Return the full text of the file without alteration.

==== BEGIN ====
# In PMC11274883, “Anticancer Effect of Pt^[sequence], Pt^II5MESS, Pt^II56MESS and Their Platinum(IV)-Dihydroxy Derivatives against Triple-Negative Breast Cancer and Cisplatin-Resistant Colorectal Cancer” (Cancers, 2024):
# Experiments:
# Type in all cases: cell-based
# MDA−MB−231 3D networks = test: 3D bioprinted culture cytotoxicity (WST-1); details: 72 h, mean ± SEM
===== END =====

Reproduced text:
# In PMC11274883, “Anticancer Effect of Pt^[sequence], Pt^II5MESS, Pt^II56MESS and Their Platinum(IV)-Dihydroxy Derivatives against Triple-Negative Breast Cancer and Cisplatin-Resistant Colorectal Cancer” (Cancers, 2024):
# Experiments:
# Type in all cases: cell-based
# MDA−MB−231 3D networks = test: 3D bioprinted culture cytotoxicity (WST-1); details: 72 h, mean ± SEM